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Beginners Guides: Optical Drives & Recording Formats
Beginners Guides: Optical Drives & Recording Formats - PCSTATS
Everything from the differing optical media recording standards, read/record speeds to selecting the best recordable DVD format is covered.
Filed under: Beginners Guides Published:  Author: 
External Mfg. Website: PCSTATS Dec 08 2003   M. Dowler  
Home > Reviews > Beginners Guides > PCSTATS

Understanding CD-R/RW media

 The next option to consider when choosing recordable CD-R/RWs is the capacity of the media you use. CD-Rs and CD-RWs are easily available in 650MB/74min and 700MB/80min sizes, though larger capacities can be found.

Consistent with the speed rule listed above, the newer the drive, the less likely it is to have difficulties with higher capacity media. Older drives may have issues because of the increased density of the data tracks in the higher capacity disks. Any writer made within the last 3-4 years should be fine with at least the 650 and 700MB media.

The last possible issue is the colour of the CD-R. Now this was a really hot topic a few years ago when CD writers were coming onto the mass-market, with heavy debates on all sides. The issue is which combination of dye and reflective material provides the best compatibility, and which dye gives CD-R media the most longevity?

The colour of the bottom of a CD-R disk is a combination of the dye type and the reflective layer of metal. For example, the combination of Cyanine (one of the most popular dyes) and a silver reflective layer results in a blue/green sheen. Older writers were noted for liking some colour combinations better than others, resulting in a lot of wasted CDs and frustration.

Again, any newer CD-RW drive should not be particularly fussy when it comes to the colour of the disks you feed it, but the best method here is to visit the manufacturer's website and check their list of compatible media. Come to think of it, this is the best method for dealing with all the issues we've just listed.

The subject of data-fastness and longevity of CD-media is still being debated, and likely will be for a while. Artificial 'rapid-aging' tests on various CD-R media types have shown that gold reflective disks seem to hold readable data for longer than other colours of CD. Some estimates give as long as a hundred years before the dye becomes unreadable, even the cheapest of disks is likely to hold its data for more than a decade, provided it is well cared for.

DVD formats, the battle continues: To understand the variety of options available in the area of DVD authoring, it's necessary to understand how the physical media, the DVDs themselves, work.

DVD-ROM or "Digital Versatile Disk - Read Only Memory" media is currently available in four forms. DVD-5, DVD-9, DVD-10 and DVD-18. It can be single sided (DVD-5 and -9) or double sided (DVD-10 and -18), and each side contains a single data layer (DVD-5 and -10) or two data layers (DVD-9 and -18). DVD-ROMs are the equivalent of 'stamped' CDs and are mass-produced via injection molding techniques as detailed above. They are not writeable.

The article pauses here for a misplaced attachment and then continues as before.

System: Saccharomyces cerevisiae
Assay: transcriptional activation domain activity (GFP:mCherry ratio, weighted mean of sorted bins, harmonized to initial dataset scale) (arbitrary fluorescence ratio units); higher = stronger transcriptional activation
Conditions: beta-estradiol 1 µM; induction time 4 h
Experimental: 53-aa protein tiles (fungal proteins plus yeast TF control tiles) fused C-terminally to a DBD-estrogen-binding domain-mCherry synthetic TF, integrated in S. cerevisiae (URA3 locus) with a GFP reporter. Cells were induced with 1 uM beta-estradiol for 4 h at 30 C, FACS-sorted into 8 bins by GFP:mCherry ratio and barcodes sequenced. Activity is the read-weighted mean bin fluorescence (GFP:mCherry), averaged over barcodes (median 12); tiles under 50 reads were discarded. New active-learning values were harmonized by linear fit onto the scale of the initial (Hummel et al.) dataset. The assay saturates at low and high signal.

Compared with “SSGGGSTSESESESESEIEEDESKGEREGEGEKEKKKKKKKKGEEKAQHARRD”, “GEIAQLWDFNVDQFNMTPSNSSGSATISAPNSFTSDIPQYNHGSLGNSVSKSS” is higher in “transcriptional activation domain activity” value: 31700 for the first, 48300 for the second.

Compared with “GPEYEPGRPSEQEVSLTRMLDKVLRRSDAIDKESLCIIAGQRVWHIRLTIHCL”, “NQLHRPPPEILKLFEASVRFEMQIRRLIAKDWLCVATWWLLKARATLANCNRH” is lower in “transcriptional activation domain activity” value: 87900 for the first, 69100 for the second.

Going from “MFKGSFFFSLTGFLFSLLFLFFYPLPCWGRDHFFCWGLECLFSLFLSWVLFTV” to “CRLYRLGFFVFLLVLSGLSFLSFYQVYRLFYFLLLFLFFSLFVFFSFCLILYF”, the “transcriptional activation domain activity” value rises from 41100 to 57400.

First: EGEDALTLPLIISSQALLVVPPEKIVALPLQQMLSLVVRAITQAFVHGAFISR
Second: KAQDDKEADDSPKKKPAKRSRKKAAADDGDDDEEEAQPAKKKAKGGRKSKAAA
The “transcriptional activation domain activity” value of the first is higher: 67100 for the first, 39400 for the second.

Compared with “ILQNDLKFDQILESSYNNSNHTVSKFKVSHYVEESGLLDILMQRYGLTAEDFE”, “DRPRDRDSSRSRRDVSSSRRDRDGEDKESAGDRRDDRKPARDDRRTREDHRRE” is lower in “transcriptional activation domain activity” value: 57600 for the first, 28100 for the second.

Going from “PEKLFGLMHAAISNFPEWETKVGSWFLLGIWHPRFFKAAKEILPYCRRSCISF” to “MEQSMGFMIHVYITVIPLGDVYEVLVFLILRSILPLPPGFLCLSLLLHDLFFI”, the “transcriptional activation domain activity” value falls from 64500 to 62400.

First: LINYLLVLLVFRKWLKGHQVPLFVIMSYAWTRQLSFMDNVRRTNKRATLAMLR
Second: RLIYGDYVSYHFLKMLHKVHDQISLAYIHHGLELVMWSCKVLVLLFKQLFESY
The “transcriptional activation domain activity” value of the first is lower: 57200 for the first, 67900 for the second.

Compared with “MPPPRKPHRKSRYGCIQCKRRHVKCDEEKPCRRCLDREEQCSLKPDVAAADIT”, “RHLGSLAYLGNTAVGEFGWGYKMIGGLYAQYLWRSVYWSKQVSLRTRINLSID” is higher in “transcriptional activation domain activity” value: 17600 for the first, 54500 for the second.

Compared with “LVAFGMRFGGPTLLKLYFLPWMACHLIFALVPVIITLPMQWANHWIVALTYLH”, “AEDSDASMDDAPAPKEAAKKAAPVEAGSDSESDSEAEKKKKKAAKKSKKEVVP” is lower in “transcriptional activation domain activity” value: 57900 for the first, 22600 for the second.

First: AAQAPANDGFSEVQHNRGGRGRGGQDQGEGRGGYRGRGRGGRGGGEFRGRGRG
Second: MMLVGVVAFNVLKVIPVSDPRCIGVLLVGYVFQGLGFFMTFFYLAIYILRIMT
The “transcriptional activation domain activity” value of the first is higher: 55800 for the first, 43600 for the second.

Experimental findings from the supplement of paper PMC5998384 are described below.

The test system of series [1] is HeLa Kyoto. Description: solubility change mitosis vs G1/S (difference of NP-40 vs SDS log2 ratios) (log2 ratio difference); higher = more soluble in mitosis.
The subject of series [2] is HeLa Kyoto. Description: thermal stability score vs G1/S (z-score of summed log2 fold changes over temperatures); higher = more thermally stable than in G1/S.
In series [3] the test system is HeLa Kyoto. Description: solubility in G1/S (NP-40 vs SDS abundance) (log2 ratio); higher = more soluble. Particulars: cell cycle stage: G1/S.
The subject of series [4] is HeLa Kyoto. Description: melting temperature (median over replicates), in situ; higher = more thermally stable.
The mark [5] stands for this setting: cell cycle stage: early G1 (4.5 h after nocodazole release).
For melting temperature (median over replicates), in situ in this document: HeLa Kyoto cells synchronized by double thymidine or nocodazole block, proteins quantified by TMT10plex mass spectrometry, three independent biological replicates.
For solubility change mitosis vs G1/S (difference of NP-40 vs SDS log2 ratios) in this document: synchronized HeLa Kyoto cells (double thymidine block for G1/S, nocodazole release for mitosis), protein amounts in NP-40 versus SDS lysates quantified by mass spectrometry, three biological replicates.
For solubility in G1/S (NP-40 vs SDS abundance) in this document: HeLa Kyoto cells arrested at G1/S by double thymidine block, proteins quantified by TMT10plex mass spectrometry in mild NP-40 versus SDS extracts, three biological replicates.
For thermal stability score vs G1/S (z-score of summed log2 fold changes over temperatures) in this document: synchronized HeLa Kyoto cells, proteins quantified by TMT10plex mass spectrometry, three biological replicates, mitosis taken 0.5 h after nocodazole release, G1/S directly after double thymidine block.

DVD-R is the original format for writeable DVD disks, as put forward by the DVD Forum, an assembly of interested companies founded by Pioneer, Panasonic, Sony and Time-Warner among others. DVD-R disks use much the same method as CD-R disks to store information. A dye is inserted between the layers of polycarbonate which can be selectively darkened by the 'write' laser of the DVD-R drive, so as not to reflect the 'read' laser.

Unlike DVD-ROMs, DVD-R disks can have only a single data layer on each side of the disk, making for capacities of 4.7GB single sided and 9.4GB double sided. DVD-R disks can be played back on most commercial DVD players and drives. They can be written using one of two methods; the 'disk at once' method burns all required data onto the disk in one continuous write process, then finalizes the disk so that no more writing is possible. This disk will then be readable in most DVD players and drives.

Incremental writing can also be done, in which individual files are added to the disk until it is full, or the author decides to finalize (or close) the disk. While this is more flexible, it has the disadvantage that only other drives capable of writing DVD-R disks will be able to read the media before it has been finalized. The Apple 'Superdrive' is a DVD-R drive. Since the recording process is similar, most, if not all DVD-R drives can also write to CD-R media and usually CD-RW also.

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Contents of Article: PCSTATS
 Pg 1.  Beginners Guides: Optical Drives & Recording Formats
 Pg 2.  How CD-Rs store data
 Pg 3.  Reading CDs and DVDs
 Pg 4.  UDF/Packet Writing
 Pg 5.  — Understanding CD-R/RW media
 Pg 6.  Other DVD Recordable Standards
 Pg 7.  DVD-Dual and DVD-Multi formats

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